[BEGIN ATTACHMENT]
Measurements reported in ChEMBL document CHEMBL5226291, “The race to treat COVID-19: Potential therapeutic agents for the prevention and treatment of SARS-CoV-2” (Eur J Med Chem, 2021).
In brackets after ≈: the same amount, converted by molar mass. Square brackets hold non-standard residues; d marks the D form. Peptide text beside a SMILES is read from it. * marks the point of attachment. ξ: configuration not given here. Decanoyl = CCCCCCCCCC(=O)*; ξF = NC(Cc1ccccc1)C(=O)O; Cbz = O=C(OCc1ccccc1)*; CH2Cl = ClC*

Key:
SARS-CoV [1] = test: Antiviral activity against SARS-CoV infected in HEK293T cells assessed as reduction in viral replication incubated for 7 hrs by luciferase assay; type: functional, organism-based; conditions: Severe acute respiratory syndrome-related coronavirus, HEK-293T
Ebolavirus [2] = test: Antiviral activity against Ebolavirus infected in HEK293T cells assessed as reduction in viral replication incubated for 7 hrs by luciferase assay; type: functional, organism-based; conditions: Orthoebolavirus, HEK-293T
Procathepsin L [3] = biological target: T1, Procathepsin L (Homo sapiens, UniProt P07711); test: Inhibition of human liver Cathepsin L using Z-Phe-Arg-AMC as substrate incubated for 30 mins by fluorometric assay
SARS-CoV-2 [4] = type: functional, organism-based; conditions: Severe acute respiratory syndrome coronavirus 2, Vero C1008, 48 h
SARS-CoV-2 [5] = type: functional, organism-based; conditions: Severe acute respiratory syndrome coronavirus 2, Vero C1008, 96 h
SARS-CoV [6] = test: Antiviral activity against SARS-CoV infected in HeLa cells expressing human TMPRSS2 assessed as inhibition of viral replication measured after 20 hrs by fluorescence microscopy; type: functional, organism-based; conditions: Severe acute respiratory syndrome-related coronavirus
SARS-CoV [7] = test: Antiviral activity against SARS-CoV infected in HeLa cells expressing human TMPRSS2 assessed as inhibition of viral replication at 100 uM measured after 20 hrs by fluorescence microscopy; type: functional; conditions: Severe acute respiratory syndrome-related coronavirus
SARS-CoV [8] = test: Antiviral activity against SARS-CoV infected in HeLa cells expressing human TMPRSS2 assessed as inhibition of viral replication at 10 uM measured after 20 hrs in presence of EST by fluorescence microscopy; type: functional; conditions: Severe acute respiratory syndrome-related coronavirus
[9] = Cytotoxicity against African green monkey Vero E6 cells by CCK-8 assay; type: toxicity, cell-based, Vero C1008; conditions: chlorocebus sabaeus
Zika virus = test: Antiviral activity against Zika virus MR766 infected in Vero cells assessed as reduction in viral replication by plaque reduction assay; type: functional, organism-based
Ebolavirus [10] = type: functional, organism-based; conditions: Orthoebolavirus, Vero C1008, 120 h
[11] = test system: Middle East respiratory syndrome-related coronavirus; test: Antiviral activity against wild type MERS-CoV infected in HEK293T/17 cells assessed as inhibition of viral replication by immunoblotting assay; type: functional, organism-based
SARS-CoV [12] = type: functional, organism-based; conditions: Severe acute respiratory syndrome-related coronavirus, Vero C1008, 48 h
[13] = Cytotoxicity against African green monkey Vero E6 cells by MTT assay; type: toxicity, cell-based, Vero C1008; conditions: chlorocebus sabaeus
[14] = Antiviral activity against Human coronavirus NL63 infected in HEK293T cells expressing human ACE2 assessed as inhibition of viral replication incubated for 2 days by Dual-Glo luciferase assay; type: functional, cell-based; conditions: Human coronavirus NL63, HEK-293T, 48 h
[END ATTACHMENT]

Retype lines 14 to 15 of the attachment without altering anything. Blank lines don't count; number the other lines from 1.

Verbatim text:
Ebolavirus [10] = type: functional, organism-based; conditions: Orthoebolavirus, Vero C1008, 120 h
[11] = test system: Middle East respiratory syndrome-related coronavirus; test: Antiviral activity against wild type MERS-CoV infected in HEK293T/17 cells assessed as inhibition of viral replication by immunoblotting assay; type: functional, organism-based